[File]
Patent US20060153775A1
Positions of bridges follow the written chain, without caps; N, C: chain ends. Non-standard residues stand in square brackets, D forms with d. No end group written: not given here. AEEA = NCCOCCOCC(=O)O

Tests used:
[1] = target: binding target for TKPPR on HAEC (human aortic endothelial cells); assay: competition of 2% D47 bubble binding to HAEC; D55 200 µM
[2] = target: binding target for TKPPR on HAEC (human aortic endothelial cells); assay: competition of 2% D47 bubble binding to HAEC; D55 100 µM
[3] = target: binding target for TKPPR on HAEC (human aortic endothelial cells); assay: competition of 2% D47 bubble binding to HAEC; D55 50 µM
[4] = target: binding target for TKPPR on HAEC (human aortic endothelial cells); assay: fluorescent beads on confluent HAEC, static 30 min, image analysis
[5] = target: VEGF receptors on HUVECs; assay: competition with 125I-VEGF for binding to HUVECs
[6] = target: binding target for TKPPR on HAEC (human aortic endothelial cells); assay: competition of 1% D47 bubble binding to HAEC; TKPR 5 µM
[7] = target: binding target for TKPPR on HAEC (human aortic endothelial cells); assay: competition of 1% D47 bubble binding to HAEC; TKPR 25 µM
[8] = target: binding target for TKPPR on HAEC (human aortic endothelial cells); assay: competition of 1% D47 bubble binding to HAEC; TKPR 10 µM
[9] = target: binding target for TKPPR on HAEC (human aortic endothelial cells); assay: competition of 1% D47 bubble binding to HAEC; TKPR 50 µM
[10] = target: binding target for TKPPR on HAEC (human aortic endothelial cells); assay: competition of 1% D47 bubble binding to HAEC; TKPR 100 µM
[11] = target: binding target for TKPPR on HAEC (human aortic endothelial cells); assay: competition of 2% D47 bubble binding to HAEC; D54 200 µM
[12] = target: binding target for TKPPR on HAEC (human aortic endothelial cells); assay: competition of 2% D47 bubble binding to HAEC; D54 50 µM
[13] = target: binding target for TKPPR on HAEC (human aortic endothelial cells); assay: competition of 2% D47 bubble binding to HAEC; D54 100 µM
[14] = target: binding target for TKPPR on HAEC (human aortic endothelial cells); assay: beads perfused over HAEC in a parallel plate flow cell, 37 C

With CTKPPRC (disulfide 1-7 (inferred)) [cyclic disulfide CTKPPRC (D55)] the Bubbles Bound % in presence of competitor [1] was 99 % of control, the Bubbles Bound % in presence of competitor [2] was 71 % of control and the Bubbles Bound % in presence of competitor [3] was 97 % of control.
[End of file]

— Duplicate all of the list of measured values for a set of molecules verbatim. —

Patent US20060153775A1
Positions of bridges follow the written chain, without caps; N, C: chain ends. Non-standard residues stand in square brackets, D forms with d. No end group written: not given here. AEEA = NCCOCCOCC(=O)O

Tests used:
[1] = target: binding target for TKPPR on HAEC (human aortic endothelial cells); assay: competition of 2% D47 bubble binding to HAEC; D55 200 µM
[2] = target: binding target for TKPPR on HAEC (human aortic endothelial cells); assay: competition of 2% D47 bubble binding to HAEC; D55 100 µM
[3] = target: binding target for TKPPR on HAEC (human aortic endothelial cells); assay: competition of 2% D47 bubble binding to HAEC; D55 50 µM
[4] = target: binding target for TKPPR on HAEC (human aortic endothelial cells); assay: fluorescent beads on confluent HAEC, static 30 min, image analysis
[5] = target: VEGF receptors on HUVECs; assay: competition with 125I-VEGF for binding to HUVECs
[6] = target: binding target for TKPPR on HAEC (human aortic endothelial cells); assay: competition of 1% D47 bubble binding to HAEC; TKPR 5 µM
[7] = target: binding target for TKPPR on HAEC (human aortic endothelial cells); assay: competition of 1% D47 bubble binding to HAEC; TKPR 25 µM
[8] = target: binding target for TKPPR on HAEC (human aortic endothelial cells); assay: competition of 1% D47 bubble binding to HAEC; TKPR 10 µM
[9] = target: binding target for TKPPR on HAEC (human aortic endothelial cells); assay: competition of 1% D47 bubble binding to HAEC; TKPR 50 µM
[10] = target: binding target for TKPPR on HAEC (human aortic endothelial cells); assay: competition of 1% D47 bubble binding to HAEC; TKPR 100 µM
[11] = target: binding target for TKPPR on HAEC (human aortic endothelial cells); assay: competition of 2% D47 bubble binding to HAEC; D54 200 µM
[12] = target: binding target for TKPPR on HAEC (human aortic endothelial cells); assay: competition of 2% D47 bubble binding to HAEC; D54 50 µM
[13] = target: binding target for TKPPR on HAEC (human aortic endothelial cells); assay: competition of 2% D47 bubble binding to HAEC; D54 100 µM
[14] = target: binding target for TKPPR on HAEC (human aortic endothelial cells); assay: beads perfused over HAEC in a parallel plate flow cell, 37 C

With CTKPPRC (disulfide 1-7 (inferred)) [cyclic disulfide CTKPPRC (D55)] the Bubbles Bound % in presence of competitor [1] was 99 % of control, the Bubbles Bound % in presence of competitor [2] was 71 % of control and the Bubbles Bound % in presence of competitor [3] was 97 % of control.